We had a fantastic Fight Night event last weekend, with some stunning performances.
The UFC will be wrapping up their loaded March lineup with the second Pay-Per-View of the month. It is a card that you simply cannot miss with two titles on the line.
In our main event, Heavyweight GOAT Stipe Miocic will defend his title against the fearsome Francis Ngannou in a rematch, while Alexander Volkanovski will make his second defense against Brian Ortega down at 145 pounds. The rest of the card is stacked as well, with former champion Tyron Woodley and rising star Sean O’Malley adorning the undercard.
Stipe Miocic vs. Francis N’Gannou 2 (HW)
Following a knockout defeat to DC, Stipe Miocic (20-3, 14-3 UFC) proved his championship mettle by making the requisite adjustments to earn the knockout victory over DC to reclaim his title, and defended it against DC once again. Miocic has incredible wrestling and boxing, but is seriously dangerous with his power, especially in the first round. He uses a high striking pace in combination with amazing footwork, making it easy if it goes to the judges based on his volume. With Stipe’s power, it often doesn’t. Of course, he has a fantastic wrestling base to back him up, averaging nearly two takedowns per UFC fight. Though he is getting up there at 38 years of age, he has proven he still has all his weapons working as well as ever, with the technical striking, wrestling, and stamina to succeed.
Francis N’Gannou (15-3, 10-2 UFC) is a scary, scary man. Following two straight defeats, he has rebounded with four straight KO finishes, all inside the first round, most recently demolishing Jairzinho Rozenstruik in just twenty seconds. Apart from having the hardest recorded punch in human history, Ngannou is a prolific finisher with all wins coming by stoppage, as well as holding an underrated grappling game with five submissions on his record. While he doesn’t like to take it to the ground, he is surprisingly capable there. However, the main forte of “The Predator” is his violent power and ability to stop a fight at any second. In fact, each of his Octagon fights has been getting shorter and shorter. Ngannou is a finishing machine and his only losses are when a fight goes the distance. A five rounder with two heavy hitters makes me find it highly unlikely this goes there.
Whenever I come to predicting an Ngannou fight, I find myself thinking of Joe Rogan saying, “It’s like he has a bazooka and you just have a pistol.” It’s the perfect way to describe his freakish power, as the four wins in Ngannou’s recent run came to a combined two minutes and 42 seconds of fight time. With that being said, their last bout was a complete masterclass by Miocic, who dominated Ngannou with wrestling and superior boxing technique to a one-sided decision. Ngannou’s recent bouts have shown little improvement from that fight. While the string of sub-minute KOs is certainly daunting, he has shown little departure from the wild hooks and headhunting that earn him those finishes, doing little to resolve the cardio or grappling issues that plagued him in the first Miocic match. While Ngannou is a knockout threat from bell to bell, resulting in him being a slight favorite at time of writing, I am unconvinced he has made the requisite changes to beat Stipe this time around. Miocic uses quick footwork, better technique, and intermittent wrestling to earn another lopsided decision.
Take the Shot: Stipe Miocic via Decision
Tyron Woodley vs. Vicente Luque (WW)
Tyron Woodley (19-6-1, 9-5-1 UFC) now finds himself on the first losing streak of his career after two one-sided defeats to Kamaru Usman and Gilbert Burns followed by a fifth-round stoppage to Colby Covington. Woodley is a supreme wrestler with a hammer of a right hand and the counterpunching to aid it. He finished off Darren Till in his last successful title defense in brutal fashion, dropping him with that right. His skill on the mat is rivaled by few and although many doubt his focus on the sport of MMA, he remains one of the most highly talented individuals in the stacked Welterweight division. Nowadays, his chief concern is one of complacency that sees him stuck looking for one big shot without enough offense to provide those counters.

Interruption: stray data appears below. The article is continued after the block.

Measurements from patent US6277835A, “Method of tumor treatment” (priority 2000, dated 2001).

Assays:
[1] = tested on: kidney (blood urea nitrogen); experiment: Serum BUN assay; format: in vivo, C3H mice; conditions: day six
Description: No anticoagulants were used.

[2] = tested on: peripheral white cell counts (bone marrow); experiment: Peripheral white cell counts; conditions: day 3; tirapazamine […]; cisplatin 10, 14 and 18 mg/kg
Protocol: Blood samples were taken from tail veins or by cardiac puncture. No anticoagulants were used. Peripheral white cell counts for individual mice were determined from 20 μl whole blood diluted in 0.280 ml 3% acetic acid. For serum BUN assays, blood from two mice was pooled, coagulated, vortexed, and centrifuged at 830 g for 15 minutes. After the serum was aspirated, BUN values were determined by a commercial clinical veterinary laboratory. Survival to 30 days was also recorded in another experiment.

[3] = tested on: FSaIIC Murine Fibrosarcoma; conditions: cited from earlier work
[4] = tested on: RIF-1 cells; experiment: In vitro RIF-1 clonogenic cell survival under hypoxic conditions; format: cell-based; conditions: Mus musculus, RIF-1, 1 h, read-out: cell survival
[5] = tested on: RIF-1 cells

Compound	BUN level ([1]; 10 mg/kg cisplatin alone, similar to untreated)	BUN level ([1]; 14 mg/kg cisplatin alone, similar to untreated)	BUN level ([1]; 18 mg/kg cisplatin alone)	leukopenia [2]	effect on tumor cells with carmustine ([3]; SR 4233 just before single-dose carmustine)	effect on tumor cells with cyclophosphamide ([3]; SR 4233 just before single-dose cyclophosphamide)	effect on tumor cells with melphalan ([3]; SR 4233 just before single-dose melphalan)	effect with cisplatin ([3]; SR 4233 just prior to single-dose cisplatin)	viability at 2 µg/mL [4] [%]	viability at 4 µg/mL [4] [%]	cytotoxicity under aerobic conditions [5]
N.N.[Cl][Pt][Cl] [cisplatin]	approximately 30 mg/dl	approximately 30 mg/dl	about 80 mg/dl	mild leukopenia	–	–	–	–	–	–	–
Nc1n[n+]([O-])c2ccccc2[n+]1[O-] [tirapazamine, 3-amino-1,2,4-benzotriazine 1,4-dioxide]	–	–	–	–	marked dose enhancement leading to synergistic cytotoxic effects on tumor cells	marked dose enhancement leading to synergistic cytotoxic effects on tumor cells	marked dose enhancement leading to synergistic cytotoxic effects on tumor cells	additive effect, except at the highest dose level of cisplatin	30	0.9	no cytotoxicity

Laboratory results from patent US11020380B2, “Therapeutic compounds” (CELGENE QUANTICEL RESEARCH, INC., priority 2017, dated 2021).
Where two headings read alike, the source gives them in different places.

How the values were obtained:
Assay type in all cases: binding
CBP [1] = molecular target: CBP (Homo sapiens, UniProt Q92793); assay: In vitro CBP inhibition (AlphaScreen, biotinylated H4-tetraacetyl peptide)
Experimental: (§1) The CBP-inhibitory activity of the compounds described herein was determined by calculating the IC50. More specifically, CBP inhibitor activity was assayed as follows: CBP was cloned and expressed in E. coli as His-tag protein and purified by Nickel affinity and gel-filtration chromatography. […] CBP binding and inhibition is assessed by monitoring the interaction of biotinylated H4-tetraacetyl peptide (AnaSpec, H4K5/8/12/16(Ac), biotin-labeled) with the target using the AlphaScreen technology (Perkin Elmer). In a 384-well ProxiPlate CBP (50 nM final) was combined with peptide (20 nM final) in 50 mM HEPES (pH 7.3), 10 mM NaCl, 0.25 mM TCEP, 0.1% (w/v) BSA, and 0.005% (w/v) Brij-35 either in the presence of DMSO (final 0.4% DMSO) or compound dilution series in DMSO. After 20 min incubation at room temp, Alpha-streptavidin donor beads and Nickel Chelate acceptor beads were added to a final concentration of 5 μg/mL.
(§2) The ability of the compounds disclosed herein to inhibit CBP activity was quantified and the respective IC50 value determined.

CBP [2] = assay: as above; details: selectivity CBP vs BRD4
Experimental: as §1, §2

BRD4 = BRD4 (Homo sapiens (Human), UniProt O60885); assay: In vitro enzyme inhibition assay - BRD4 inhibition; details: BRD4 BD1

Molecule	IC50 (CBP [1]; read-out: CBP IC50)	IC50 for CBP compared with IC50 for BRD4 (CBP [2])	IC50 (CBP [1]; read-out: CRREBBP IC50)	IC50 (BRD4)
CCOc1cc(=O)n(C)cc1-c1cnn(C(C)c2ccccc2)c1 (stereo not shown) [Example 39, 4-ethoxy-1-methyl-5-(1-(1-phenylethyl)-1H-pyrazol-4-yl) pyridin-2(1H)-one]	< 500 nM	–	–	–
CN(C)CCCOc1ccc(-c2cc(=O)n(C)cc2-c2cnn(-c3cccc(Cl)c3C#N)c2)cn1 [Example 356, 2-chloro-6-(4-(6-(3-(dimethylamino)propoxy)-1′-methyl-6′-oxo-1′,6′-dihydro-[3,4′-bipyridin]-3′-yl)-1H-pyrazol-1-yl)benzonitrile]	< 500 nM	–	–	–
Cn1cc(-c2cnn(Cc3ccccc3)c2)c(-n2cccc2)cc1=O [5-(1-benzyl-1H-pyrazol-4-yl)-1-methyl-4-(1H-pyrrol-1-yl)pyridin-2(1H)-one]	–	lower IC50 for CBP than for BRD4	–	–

Long seen as the dark horse of the Welterweight division, Vicente Luque (19-7-1, 12-2 UFC) now has a chance to make his mark with a strong win over a former champion. With eighteen stoppages, Luque is as well-rounded as they come with aggressive yet technical Muay Thai and expert jiu-jitsu, where he has seven subs in various forms of arm chokes. Luque is a powerful striker when pressing forward but prefers to pick up his guard and take a few shots while looking for a heavy counter when he is on the back foot. He fights behind his jab and mixes up his shots well with leg kicks and body shots, mixing in his grappling when the opportunity presents itself. Luque has shown time and time again that he has the chin and power to out brawl his opponents, but also has the technique and grappling to make him an all-out threat.
Tyron Woodley has his back against the wall in this matchup with three disappointing performances that saw him trounced in both output and effectivity with his UFC career potentially on the line in this bout. Luque is no walk in the park for any fighter, but with Woodley’s recent struggles, it appears he is in for a long night. Luque uses aggression and forward pressure partnered with genuine one-punch knockout power and slick grappling skills to succeed in any avenue the fight goes. The lack of output and headhunting that has plagued Woodley in recent bouts allows him little room for error against the hard hitting and voluminous attack of Luque. Though the Brazilian’s hard-charging style does give Woodley a puncher’s chance with his powerful counters, I expect a violent beating on the feet en route to a late knockout.
Take the Shot: Vicente Luque via Knockout
Thomas Almeida vs. Sean O’Malley (BW)
Thomas Almeida (22-4, 5-4 UFC) returned to the Octagon after three years away, but dropped a decision to Jonathan Martinez. After opening up his UFC career with four straight wins, “Thominhas” has gone 1-4 with two stoppage losses. Almeida is a knockout artist and Muay Thai specialist, holding seventeen knockout victories over his pro career, never shying away from flying knees or brutal step-in elbows. Although he has four submissions on his resume, Almeida’s typical strategy for his ground game is to simply not engage in it, which he has done quite well in his UFC tenure. His struggle up to this point has been his striking defense and ability to get clipped in a brawl when he is chasing the finish.